The Nordic Africa Institute

Jorge Rebelo

Former FRELIMO—Secretary of Information

The interview was held by Tor Sellström in Maputo, 1 May 1996.

Tor Sellström: When the Nordic countries started to support FRELIMO, how did you look upon this?

Jorge Rebelo: It is a question which we at that time—and even now—put to ourselves: Why did the Nordic countries, which were so far away and had a culture completely different from ours, become interested in Africa? What was the reason? I must confess that I do not have an answer. Some people said that it was because they did not have colonies, therefore being more sensitive. It is not an explanation which is satisfactory to me, because there are many countries in the world which did not have colonies. Others said that it was because the Nordic countries appreciated freedom and justice. That is why they were against oppression and exploitation. Still others said that they were white and cold and therefore liked countries which are hot and people who are black.

Tor Sellström: Was it not strange that the Nordic countries supported the same movements that were supported by the Eastern bloc countries?

Jorge Rebelo: Well, we did not mind so much what the motivation was. We wanted as much support as possible, wherever it came from. The reason why we were closely linked to the Eastern bloc was that they agreed to support us. We asked everybody—even the United States and Britain—to support the liberation struggle, but we did not get any support from them.

Tor Sellström: In the very beginning, FRELIMO received support from the Ford Foundation for the Mozambique Institute. But the US withdrew that support?

Jorge Rebelo: Yes. It was due to pressure from the US administration.

In my capacity as Secretary for Information, my main task was to inform the people inside Mozambique and the outside world about our struggle. At the time, there was the polarity between the West and the East. Then there were the African countries, which supported us through the Organization of African Unity, and the Asian and Latin American countries, which were in the non-aligned movement, but not really relevant in terms of influencing world affairs. In fact, there were two blocs. The Eastern bloc—Soviet Union, China, Bulgaria, all these countries—supported us, while the Western bloc was against us. This was seen in absolute terms by our people. The West was the enemy. The East was a worthy friend. But in FRELIMO we knew that it was not because the Soviet Union liked Mondlane or the Mozambicans that they were giving us support. Nor China. They had their geo-strategic interests. There were certain moments—in fact many moments—when their support was given under very strict conditions. The basic condition was to support their policies and condemn—now that expression no longer exists—imperialism.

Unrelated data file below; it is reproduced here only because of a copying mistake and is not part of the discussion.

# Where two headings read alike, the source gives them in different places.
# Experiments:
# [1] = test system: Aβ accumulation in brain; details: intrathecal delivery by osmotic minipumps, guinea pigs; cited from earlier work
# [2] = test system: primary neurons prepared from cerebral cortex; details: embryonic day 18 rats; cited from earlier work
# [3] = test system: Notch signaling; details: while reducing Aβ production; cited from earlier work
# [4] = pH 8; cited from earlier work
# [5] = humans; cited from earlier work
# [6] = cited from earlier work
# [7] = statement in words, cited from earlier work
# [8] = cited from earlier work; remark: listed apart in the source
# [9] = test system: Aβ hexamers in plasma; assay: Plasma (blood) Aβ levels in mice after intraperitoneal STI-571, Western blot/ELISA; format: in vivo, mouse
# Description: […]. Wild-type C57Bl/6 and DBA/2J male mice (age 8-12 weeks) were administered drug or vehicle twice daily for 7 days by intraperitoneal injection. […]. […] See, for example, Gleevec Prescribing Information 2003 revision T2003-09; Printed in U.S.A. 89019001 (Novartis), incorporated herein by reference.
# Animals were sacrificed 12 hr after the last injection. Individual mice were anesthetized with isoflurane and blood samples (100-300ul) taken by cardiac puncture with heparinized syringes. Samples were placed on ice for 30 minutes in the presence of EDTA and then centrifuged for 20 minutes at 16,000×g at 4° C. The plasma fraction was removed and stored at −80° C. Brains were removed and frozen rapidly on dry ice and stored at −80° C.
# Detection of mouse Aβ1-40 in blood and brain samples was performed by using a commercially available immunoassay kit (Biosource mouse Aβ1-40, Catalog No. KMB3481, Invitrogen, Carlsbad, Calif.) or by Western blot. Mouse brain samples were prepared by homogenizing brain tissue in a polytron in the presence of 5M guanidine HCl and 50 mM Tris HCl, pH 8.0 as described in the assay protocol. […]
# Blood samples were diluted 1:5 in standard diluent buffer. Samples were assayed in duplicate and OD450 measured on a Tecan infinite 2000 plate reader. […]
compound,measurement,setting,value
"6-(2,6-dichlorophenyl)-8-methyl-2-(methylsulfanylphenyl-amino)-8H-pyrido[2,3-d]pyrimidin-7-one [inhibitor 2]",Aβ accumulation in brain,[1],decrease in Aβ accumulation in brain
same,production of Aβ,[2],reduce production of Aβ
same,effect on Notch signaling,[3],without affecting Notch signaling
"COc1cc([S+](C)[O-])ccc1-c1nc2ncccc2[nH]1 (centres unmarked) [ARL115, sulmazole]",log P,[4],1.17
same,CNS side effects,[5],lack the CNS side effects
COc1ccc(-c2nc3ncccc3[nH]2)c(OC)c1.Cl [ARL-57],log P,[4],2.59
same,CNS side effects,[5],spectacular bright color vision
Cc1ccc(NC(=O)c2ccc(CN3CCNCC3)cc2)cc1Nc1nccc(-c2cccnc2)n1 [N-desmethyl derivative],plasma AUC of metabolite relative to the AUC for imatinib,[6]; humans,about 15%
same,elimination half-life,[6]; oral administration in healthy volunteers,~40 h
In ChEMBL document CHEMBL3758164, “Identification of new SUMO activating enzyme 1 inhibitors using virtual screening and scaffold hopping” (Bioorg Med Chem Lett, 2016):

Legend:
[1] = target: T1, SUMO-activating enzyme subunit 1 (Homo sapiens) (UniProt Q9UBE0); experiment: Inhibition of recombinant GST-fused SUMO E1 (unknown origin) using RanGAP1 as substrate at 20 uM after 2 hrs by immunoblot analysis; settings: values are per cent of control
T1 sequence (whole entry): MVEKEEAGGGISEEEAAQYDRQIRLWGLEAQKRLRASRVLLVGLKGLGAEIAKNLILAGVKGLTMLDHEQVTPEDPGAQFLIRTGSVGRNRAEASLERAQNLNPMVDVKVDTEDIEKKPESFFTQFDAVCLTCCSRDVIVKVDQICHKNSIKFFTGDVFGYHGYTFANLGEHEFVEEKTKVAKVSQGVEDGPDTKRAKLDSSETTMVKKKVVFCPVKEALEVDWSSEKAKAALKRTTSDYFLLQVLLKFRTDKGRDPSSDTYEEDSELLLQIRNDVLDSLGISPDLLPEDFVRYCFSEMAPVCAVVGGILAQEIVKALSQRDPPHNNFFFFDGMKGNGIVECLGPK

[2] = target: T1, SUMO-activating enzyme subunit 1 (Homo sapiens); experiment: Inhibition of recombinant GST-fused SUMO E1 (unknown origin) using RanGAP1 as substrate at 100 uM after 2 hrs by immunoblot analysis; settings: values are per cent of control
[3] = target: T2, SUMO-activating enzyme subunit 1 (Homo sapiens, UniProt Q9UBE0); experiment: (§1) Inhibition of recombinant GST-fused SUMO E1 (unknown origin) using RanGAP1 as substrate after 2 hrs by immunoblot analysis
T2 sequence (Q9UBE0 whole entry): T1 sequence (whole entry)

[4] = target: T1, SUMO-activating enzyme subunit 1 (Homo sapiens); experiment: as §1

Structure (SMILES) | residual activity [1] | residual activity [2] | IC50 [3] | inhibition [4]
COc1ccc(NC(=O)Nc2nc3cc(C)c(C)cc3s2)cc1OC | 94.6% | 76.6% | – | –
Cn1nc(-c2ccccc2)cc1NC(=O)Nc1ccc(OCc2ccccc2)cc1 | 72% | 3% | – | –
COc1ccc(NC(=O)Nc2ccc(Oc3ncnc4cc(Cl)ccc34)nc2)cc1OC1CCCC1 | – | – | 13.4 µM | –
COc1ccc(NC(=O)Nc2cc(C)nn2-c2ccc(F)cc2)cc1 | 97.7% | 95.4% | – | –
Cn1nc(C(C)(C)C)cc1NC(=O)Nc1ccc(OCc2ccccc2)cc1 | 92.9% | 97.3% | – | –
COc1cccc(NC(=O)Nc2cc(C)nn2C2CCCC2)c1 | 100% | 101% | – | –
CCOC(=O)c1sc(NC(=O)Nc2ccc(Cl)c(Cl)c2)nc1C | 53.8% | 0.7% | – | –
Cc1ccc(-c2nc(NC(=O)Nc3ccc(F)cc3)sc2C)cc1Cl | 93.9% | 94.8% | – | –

Mobilizing our people, we wanted them to be aware of the situation. We received support from the socialist countries, but they had their reasons for that. They wanted something in return, either at that moment or later. On the other hand they were our friends and we could not say as much as I am telling now. We depended absolutely on their support for the war effort. If we had questioned the reasons why they were giving the support, it could have been a disaster. But we knew. We also knew that the West was not a monolithic entity and in our mobilization work we told the people that not all the capitalist countries were enemies. There were countries belonging to the Western bloc that supported the liberation struggle. That is why it was important that the Scandinavian countries supported us. Instead of talking in abstract terms, we could show that not all the Western countries were bad. But we had to prove it. When the people through the Mozambique Institute saw the medicines and books, we could say that they came from Sweden or Norway. It then became concrete. It helped us in our effort to break the dichotomy bad-good, West-East.

The support we were getting from the Nordic countries took two forms. One was diplomatic and the other material. The material support was important, although it was not for the armed struggle. In fact, all the support was non-lethal—as it was called at the time—or humanitarian, in the fields of education, health and to a certain extent information. But the vital support to FRELIMO was arms, because we were engaged in a war. That is also why we depended so much on the socialist countries.